Cities are the culmination of our spatial, social, and environmental needs as humans. The natural instinct to densify in cities gave us exponential growth in strengthening financial, social, and environmental relationships. The COVID-19 pandemic, however, has fundamentally changed the human relationship to density and thereby our views of cities.
These times have seen massive shifts from a lockdown environment that isolated us from the outdoors to workplace/classroom level shifts of working entirely in the remote. The new models of work highlight the new frontier of travel that no longer operates on highways connecting suburbs to cities, but on video calls linking together continents. At the same time, the new constrained living and working spaces reveal how ill-equipped our current indoor spaces and neighborhoods are for different modes of living.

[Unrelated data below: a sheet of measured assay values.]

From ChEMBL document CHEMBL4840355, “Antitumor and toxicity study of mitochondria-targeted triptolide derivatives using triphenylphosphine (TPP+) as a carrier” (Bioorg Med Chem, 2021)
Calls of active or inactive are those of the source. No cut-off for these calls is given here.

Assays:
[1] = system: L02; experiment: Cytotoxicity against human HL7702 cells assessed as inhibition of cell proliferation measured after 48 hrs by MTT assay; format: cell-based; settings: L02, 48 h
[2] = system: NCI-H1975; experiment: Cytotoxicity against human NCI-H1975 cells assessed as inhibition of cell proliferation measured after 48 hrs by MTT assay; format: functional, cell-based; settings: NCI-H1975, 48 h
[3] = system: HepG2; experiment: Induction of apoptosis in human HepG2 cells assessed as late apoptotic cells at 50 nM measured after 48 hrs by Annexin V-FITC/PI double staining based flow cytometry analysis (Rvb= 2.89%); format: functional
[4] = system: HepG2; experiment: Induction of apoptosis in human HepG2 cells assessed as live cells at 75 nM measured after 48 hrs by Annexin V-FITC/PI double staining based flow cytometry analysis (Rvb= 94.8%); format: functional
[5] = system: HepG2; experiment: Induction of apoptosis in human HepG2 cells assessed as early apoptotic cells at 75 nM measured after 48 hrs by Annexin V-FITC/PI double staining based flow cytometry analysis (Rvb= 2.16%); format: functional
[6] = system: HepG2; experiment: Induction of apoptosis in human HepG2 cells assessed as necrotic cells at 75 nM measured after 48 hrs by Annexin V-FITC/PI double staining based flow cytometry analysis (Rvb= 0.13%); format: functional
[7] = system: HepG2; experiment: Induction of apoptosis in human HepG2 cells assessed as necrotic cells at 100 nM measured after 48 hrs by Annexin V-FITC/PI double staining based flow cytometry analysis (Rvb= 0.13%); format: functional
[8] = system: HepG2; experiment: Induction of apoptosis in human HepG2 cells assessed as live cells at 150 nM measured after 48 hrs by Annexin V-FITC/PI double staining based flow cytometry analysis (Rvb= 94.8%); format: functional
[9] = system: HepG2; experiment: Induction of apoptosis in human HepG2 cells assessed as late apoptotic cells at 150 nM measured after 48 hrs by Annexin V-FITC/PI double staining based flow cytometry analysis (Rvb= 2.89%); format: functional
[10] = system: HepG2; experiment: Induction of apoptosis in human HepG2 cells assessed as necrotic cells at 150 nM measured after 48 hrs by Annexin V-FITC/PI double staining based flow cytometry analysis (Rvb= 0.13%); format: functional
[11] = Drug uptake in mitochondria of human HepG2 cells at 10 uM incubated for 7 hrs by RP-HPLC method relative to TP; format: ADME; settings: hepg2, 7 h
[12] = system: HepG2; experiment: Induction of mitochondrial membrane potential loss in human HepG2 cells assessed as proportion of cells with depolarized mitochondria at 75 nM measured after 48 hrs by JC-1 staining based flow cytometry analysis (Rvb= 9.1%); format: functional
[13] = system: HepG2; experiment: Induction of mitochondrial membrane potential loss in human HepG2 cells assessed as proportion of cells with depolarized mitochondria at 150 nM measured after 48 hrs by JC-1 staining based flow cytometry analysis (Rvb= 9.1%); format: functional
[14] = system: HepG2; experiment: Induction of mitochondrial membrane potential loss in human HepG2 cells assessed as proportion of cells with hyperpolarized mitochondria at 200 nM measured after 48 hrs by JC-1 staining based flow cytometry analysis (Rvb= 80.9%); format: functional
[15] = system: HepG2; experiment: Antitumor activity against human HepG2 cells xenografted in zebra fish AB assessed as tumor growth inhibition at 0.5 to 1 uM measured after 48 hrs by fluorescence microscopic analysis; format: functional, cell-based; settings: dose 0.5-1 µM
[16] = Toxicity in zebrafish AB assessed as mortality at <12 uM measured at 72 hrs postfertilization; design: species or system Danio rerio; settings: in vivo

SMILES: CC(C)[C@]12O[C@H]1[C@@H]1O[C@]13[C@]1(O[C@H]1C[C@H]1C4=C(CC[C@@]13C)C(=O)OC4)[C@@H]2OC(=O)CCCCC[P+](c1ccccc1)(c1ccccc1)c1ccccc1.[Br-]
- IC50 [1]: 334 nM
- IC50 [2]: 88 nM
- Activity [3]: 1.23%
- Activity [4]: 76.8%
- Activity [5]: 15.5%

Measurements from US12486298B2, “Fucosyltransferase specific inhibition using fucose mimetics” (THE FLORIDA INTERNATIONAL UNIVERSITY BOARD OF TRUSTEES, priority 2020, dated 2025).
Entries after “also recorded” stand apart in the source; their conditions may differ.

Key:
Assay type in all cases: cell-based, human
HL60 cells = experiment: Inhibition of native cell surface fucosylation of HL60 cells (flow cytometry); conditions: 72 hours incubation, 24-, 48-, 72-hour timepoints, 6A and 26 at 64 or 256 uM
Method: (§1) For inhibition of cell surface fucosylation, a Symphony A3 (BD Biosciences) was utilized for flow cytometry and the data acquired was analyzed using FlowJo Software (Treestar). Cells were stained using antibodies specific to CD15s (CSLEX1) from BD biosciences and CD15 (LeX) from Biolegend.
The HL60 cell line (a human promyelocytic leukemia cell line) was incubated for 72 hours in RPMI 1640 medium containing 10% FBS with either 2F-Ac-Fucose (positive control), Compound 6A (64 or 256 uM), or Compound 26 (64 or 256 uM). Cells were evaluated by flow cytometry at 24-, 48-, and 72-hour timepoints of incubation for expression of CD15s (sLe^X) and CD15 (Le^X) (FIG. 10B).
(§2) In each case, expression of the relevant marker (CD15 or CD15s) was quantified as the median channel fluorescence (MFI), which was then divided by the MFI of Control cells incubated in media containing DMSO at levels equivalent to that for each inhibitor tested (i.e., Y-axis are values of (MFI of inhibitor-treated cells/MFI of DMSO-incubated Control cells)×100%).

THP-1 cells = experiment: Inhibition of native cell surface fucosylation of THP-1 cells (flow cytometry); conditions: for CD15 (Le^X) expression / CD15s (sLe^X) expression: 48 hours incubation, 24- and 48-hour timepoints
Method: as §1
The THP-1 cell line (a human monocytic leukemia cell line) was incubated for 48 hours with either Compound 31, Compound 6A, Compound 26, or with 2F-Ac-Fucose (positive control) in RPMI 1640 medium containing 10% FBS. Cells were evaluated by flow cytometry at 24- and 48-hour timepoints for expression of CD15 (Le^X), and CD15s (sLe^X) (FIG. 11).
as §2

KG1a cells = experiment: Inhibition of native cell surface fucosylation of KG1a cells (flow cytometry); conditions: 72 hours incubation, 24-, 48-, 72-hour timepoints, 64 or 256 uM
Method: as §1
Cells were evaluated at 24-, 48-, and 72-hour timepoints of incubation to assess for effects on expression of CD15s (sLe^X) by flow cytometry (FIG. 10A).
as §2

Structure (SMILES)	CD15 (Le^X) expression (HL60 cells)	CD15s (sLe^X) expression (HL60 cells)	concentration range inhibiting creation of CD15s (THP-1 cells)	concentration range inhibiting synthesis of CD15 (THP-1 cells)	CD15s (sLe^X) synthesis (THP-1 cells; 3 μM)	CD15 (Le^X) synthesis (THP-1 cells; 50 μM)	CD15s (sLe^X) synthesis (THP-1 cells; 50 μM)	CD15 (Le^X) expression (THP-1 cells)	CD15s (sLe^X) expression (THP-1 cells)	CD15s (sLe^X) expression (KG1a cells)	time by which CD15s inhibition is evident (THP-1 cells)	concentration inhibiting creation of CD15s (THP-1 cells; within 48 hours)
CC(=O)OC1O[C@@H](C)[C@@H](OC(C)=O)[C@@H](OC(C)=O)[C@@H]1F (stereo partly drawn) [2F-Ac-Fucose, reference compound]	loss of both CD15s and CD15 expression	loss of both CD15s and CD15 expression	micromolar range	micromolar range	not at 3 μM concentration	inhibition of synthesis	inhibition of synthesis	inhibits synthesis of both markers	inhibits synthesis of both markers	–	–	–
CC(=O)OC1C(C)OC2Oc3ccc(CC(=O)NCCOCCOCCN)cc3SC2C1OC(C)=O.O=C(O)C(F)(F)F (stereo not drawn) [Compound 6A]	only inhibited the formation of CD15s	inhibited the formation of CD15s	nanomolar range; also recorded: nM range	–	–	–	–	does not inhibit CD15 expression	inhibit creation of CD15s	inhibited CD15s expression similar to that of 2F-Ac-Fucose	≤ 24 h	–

How can we rethink the city fundamentally not by a complete overhaul, but smaller functional models? How can we create a jigsaw of such functional architectural modules that make life go on despite such threats around? How can indoor environments be extended to a neighborhood that does not suffer in isolation due to self-sufficiency? How can densities be reinterpreted in cities where healthy living (physical, mental, and social) becomes a top priority?
In a future where remote working/living is established as a reality, where the commute itself is completely abolished from our daily lives, what will our neighborhoods be like?
Design brief: Develop a zero-commute, mixed-use residential neighborhood concept that is resilient to pandemic impacts and is built for a population that lives, works, and plays in the same place.
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